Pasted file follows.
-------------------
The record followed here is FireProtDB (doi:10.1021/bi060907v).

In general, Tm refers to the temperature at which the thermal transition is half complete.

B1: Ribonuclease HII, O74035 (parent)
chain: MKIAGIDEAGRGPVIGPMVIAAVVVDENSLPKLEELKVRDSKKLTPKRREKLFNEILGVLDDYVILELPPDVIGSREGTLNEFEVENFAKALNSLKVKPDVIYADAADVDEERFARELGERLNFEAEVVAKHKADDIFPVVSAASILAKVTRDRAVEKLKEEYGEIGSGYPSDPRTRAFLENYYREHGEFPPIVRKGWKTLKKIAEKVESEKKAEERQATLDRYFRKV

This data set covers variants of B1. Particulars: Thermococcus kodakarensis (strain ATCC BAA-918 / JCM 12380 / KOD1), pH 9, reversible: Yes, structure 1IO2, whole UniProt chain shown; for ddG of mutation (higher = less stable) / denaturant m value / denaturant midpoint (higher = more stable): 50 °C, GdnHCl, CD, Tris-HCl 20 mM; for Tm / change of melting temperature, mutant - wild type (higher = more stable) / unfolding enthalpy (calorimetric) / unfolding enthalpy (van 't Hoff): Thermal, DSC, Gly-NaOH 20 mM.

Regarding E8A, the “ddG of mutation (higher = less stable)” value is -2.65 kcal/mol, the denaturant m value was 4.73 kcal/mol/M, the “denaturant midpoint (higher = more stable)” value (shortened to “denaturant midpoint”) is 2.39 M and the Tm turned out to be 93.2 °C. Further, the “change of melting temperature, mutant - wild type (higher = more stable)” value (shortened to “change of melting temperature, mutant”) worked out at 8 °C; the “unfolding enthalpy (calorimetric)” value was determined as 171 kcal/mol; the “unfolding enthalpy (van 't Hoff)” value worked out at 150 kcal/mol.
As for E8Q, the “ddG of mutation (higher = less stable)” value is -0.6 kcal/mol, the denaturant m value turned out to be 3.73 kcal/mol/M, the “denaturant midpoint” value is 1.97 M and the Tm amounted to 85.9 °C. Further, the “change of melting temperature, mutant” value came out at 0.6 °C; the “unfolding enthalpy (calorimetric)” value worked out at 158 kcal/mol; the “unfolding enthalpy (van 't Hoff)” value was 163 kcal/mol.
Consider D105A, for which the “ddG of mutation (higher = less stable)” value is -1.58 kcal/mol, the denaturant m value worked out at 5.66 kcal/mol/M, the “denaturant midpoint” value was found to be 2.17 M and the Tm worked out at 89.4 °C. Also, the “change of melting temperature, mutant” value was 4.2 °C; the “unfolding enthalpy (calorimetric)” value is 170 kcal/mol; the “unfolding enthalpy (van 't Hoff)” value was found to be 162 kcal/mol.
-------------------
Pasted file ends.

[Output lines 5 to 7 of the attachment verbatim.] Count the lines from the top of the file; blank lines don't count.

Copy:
This data set covers variants of B1. Particulars: Thermococcus kodakarensis (strain ATCC BAA-918 / JCM 12380 / KOD1), pH 9, reversible: Yes, structure 1IO2, whole UniProt chain shown; for ddG of mutation (higher = less stable) / denaturant m value / denaturant midpoint (higher = more stable): 50 °C, GdnHCl, CD, Tris-HCl 20 mM; for Tm / change of melting temperature, mutant - wild type (higher = more stable) / unfolding enthalpy (calorimetric) / unfolding enthalpy (van 't Hoff): Thermal, DSC, Gly-NaOH 20 mM.

Regarding E8A, the “ddG of mutation (higher = less stable)” value is -2.65 kcal/mol, the denaturant m value was 4.73 kcal/mol/M, the “denaturant midpoint (higher = more stable)” value (shortened to “denaturant midpoint”) is 2.39 M and the Tm turned out to be 93.2 °C. Further, the “change of melting temperature, mutant - wild type (higher = more stable)” value (shortened to “change of melting temperature, mutant”) worked out at 8 °C; the “unfolding enthalpy (calorimetric)” value was determined as 171 kcal/mol; the “unfolding enthalpy (van 't Hoff)” value worked out at 150 kcal/mol.
As for E8Q, the “ddG of mutation (higher = less stable)” value is -0.6 kcal/mol, the denaturant m value turned out to be 3.73 kcal/mol/M, the “denaturant midpoint” value is 1.97 M and the Tm amounted to 85.9 °C. Further, the “change of melting temperature, mutant” value came out at 0.6 °C; the “unfolding enthalpy (calorimetric)” value worked out at 158 kcal/mol; the “unfolding enthalpy (van 't Hoff)” value was 163 kcal/mol.